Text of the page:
We met the team at Cystic Fibrosis ACT within a month of Dash’s diagnosis. Cystic Fibrosis ACT provides us with everyday support both emotionally and practically. They give us the vitamins our Dash can’t live without. They help us pay for activities to keep him active and his lungs clear. They help us buy medical equipment, put us in touch with other CF families and give us all the sneaky tips to get through hospital and treatments.

Almost 12 months on, we’re much more optimistic about our lives, but there are still a few things that kick us square in the guts every damn time we think about them. One of those things is babies.

BABIES. I want them all. Or at least four of them! BUT now that we know we each carry a copy of this genetic mutation, we know that every time we go to have a baby naturally, there is a one in four chance of that baby having CF.

Dash - treatment

For obvious reasons, we would like to avoid having another sick child. We don’t want another baby to have to endure what Dash will have to. We don’t want Dash and his sibling sharing bugs constantly. We selfishly don’t want to witness another one of our children seriously sick.

We decided to go through Pre-implantation Genetic Diagnosis IVF. It’s expensive, it’s riddled with uncertainty and it’s proven to be the most frustrating, devastating, soul crushing process I’ve ever known. Yet we’ve decided to go ahead and do it anyway.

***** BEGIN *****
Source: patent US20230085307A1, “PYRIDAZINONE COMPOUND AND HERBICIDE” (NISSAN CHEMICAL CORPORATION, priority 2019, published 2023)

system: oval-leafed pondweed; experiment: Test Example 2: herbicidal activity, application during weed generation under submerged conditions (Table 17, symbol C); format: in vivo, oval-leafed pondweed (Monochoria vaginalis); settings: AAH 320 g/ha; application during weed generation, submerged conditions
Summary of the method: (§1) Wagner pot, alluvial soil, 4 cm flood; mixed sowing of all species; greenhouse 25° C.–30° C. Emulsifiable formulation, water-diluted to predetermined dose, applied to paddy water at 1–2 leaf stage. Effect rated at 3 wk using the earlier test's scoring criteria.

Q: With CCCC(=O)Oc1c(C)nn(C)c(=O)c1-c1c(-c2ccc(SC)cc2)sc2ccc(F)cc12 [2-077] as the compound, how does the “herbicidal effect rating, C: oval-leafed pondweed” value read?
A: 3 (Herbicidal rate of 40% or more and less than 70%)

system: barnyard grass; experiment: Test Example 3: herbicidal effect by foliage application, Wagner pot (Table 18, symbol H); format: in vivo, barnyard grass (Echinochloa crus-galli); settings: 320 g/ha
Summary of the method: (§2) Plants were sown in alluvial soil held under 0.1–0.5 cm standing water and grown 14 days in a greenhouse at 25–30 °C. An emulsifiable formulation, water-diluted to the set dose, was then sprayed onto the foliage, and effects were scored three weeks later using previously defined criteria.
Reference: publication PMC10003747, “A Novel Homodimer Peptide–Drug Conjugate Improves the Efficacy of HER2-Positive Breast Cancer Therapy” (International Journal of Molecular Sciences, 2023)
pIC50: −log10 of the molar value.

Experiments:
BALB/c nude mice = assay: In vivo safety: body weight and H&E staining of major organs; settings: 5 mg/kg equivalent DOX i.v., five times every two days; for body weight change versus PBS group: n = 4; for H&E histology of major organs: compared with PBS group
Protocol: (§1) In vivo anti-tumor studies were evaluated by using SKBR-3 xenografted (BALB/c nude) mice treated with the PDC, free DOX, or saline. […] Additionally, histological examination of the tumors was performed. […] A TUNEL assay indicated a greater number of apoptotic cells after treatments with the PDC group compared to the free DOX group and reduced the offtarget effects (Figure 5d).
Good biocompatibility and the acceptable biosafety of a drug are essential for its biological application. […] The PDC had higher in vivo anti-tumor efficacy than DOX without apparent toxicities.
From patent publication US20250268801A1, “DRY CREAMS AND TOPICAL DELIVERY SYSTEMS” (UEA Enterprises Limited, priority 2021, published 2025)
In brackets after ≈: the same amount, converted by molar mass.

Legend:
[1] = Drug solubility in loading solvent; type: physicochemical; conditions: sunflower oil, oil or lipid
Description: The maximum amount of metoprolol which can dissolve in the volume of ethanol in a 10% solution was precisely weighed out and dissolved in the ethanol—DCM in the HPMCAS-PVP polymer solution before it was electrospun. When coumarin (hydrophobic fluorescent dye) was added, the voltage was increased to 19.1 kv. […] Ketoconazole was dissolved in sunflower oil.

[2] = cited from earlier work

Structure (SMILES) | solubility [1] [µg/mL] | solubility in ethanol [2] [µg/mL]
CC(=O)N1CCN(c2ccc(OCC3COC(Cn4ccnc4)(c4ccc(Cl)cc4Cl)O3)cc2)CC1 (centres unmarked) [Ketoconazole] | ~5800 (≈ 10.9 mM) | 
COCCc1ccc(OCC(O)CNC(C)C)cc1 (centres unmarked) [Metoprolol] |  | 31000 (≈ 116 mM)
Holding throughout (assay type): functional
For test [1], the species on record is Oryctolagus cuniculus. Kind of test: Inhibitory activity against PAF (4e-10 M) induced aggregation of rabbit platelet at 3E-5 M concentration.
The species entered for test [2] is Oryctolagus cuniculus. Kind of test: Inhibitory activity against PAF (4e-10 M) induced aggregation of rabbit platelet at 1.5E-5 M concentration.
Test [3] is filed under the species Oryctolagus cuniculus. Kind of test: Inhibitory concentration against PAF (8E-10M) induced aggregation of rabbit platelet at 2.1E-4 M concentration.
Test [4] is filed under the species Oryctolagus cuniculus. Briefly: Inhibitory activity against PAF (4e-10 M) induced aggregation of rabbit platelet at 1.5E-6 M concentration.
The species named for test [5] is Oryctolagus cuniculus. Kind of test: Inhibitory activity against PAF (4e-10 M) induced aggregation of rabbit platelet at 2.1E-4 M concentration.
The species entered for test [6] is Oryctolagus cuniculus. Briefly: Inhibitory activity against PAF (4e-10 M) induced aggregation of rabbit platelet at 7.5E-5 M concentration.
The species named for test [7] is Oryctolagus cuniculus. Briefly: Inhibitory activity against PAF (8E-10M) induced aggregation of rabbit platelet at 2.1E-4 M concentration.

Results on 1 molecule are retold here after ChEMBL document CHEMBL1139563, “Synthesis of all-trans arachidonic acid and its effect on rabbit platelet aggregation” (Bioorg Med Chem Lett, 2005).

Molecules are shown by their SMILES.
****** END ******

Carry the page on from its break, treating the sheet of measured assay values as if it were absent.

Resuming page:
We are lucky though. We have one incredibly kind Doctor. We have each other. We most definitely have crossed fingers and toes that we can make this shit happen sooner rather than later.

Today, motherhood looks like a tornado. Or maybe that’s just my house! And although Dash has CF, our son is just like any other baby. Some days this is all too overwhelming and my heart aches for him, for his Dad and me. Other days I feel like a normal mum with a baby that just needs some extra special care.

As a mum, I feel like I have an obligation to speak up about cystic fibrosis.

Nick and I are determined to raise awareness and funds for Cystic Fibrosis ACT, who support us and many other families like ours in Canberra.

Registrations open for the Cystic Fibrosis ACT’s 6500 Santa Speedo Shuffle Thursday 5 May, and we hope to raise over $100,000 for families just like mine.

DashTheBrave_Santa Speedo Shuffle

We’ve also started a business which donates 50 per cent of our profits to Cystic Fibrosis ACT, we blog about our everyday life and we are all hands in when it comes to the 6500 Santa Speedo Shuffle.

To register, check the Cystic Fibrosis ACT website:

For updates about the Santa Speedo Shuffle, life with Dash, information about cystic fibrosis, and to get your hands on some Dash the Brave Sixty Five Roses gear, visit

See you in your speedos on Sunday 31 July!

All images courtesy of

  • disqus_NPYgpNWCyF

    Thank you for sharing your journey thus far with Dash. With parents like the two of you he will overcome any obstacles and grow to be a credit to both of you. I love that you are getting out there and educating and raising funds for CF. I wish you the best in your journey with Dash and growing your family. X